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If you are currently living with high blood pressure and applying for life insurance, you can expect underwriters to cover their bases the same way they would with other applicants. But along with the standard phone interview questions and medical exam evaluation, they may also look at the following factors that are specific to those with high blood pressure:
Your age factors into your insurance assessment in more ways than one. Underwriters look at the age of each client (more often than not, the younger you are the better your rates will be), but they might also ask you how old you were when you were first diagnosed with high blood pressure. If you have had high blood pressure your entire life you may be evaluated differently than if you’ve developed this condition just in the last year due to a job change, divorce, or other stressful circumstances.
Your blood pressure reading is made up of two sets of numbers: systolic (upper number on a blood pressure reading) and diastolic (lower number on a blood pressure reading). The following blood pressure numbers from the American Heart Association are broken down by category ranging from Normal to Crisis.
|Normal||Under 120||and||Under 80|
|High (hypertension) Stage 1||130-139||or||80-89|
|High (hypertension) Stage 2||140 or higher||or||90 or higher|
|Crisis||Over 180||and/or||Over 120|
A client with numbers in the Elevated or High - Stage 1 range will be assessed differently than someone who is in the High - Stage 2 or Crisis range. When determining the severity of your condition, underwriters will evaluate your prescription history and ask you for a record of your blood pressure readings from the onset of your diagnosis. However, some life insurance companies may want to do a more thorough evaluation and could request medical records up to 10 years in the past.
When you take the insurance medical exam, you will likely be asked what types of blood pressure medications you are taking to manage your condition. If you can produce proof of treatment you will be a more desirable candidate than someone who hasn’t made any lifestyle or medical changes to control their high blood pressure symptoms. To determine how you’re managing your condition, you might be asked the following:
According to the Mayo Clinic, eating a low-sodium, balanced diet, cutting back on coffee and alcohol, quitting smoking, working out regularly, and reducing stress may help you manage your blood pressure symptoms, and lower your numbers.
Your answers to these questions will give the underwriter an idea of how well you’re managing your condition and will determine your life insurance classification and rates. Comparing quotes from different carriers is the best way to find the most affordable coverage.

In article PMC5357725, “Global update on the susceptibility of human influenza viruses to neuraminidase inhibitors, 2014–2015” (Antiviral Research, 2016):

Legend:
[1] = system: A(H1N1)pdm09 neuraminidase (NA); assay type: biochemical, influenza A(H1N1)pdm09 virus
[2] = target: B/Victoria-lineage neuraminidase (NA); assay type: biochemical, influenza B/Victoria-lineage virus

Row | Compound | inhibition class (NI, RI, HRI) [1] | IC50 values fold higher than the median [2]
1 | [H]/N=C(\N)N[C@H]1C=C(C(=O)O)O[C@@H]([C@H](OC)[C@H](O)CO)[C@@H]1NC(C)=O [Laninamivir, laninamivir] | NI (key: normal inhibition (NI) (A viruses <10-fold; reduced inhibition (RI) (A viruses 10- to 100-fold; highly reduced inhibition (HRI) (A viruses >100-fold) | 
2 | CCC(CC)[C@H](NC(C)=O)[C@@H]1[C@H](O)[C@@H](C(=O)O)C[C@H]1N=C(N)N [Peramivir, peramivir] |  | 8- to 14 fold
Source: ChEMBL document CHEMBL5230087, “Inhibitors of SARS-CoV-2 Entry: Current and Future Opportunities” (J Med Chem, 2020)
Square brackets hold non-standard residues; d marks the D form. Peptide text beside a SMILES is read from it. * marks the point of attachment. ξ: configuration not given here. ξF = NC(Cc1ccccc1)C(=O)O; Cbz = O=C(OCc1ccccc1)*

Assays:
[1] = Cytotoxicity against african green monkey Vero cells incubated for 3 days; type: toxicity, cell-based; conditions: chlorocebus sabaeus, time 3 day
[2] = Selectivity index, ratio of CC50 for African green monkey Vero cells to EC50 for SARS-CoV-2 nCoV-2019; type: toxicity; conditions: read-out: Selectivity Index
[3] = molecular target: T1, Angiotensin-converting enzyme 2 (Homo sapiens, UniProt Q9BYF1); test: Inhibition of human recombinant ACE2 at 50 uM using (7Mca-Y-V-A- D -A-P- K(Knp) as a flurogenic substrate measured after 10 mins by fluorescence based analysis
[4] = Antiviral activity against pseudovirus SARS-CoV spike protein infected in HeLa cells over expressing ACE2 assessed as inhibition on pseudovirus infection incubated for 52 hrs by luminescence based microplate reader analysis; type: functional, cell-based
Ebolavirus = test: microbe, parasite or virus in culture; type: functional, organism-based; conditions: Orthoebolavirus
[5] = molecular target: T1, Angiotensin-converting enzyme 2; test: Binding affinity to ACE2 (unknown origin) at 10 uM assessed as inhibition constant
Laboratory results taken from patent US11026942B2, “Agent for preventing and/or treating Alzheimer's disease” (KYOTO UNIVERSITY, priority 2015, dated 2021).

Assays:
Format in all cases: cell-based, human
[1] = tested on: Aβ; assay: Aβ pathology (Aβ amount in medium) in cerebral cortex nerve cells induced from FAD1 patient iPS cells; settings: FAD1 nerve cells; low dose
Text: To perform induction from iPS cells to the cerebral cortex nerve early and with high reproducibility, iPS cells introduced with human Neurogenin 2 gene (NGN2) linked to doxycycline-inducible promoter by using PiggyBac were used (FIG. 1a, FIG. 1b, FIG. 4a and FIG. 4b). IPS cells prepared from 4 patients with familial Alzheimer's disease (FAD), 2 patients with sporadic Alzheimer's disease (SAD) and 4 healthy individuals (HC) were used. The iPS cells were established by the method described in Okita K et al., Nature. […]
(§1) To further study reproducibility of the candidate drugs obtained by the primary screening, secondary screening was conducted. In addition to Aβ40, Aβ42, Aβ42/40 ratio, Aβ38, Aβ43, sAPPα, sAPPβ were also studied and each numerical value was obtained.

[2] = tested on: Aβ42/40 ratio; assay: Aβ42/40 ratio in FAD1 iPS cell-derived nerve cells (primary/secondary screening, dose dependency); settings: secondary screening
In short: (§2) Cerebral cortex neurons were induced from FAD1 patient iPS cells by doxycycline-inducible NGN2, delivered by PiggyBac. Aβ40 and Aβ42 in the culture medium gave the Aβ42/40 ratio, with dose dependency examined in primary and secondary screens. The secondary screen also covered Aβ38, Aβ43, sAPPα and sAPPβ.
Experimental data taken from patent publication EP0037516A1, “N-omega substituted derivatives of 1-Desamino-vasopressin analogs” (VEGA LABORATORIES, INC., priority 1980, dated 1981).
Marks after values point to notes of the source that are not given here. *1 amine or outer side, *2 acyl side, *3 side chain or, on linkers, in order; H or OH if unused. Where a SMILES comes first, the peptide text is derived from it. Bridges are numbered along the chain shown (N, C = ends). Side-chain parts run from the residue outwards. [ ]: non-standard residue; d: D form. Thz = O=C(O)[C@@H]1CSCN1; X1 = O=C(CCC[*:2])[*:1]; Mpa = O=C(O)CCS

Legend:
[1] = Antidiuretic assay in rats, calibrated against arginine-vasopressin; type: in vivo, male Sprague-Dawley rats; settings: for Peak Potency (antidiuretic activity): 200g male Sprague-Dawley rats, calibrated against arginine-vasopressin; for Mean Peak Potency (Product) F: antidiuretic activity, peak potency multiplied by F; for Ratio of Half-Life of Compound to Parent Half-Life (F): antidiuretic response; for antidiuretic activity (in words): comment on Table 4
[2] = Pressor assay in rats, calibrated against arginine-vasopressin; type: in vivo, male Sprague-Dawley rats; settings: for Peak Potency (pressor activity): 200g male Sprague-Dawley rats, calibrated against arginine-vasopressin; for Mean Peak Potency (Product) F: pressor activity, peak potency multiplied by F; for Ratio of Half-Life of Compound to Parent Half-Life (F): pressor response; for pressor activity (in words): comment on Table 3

Due to the ever-changing nature of the coronavirus pandemic, some insurers are modifying processes and/or imposing coverage restrictions on certain health conditions or age groups. Speak to a Policygenius agent for free to find out how to get the most affordable policy.
If you have high blood pressure, you can still get life insurance coverage at a competitive price. Depending on your blood pressure reading, age, and treatment plan, insurers may even offer you the lowest possible premiums for your demographic.
Every life insurance company underwrites high blood pressure differently, but generally if your blood pressure falls under the ‘high stage 1’ category it is considered high. If your blood pressure is in the ‘high stage 2’ category it may impact your life insurance rates, while a ‘crisis’ level rating may make you ineligible for coverage.
You should speak to your doctor about the best treatment plan for high blood pressure. Keep in mind that it is important to be completely honest about a high blood pressure diagnosis on your life insurance application because any intentional fraud can invalidate your policy.
Reina Marszalek is a managing editor and writer based in New Jersey. Previously, she was the senior editor at DoctorOz.com, answering today's biggest health questions and discovering the latest trends in food and health.
Nupur Gambhir is a life insurance editor at Policygenius in New York City. She has researched and written extensively about life insurance since 2019, with specialties in life insurance companies, policy types, and end-of-life planning. Her writing on insurance and finance has appeared on MSN, The Financial Gym, and end-of-life planning service Cake. Previously, she worked in marketing and business development for travel and tech.
Nupur has a B.A. in Economics from Ohio State University.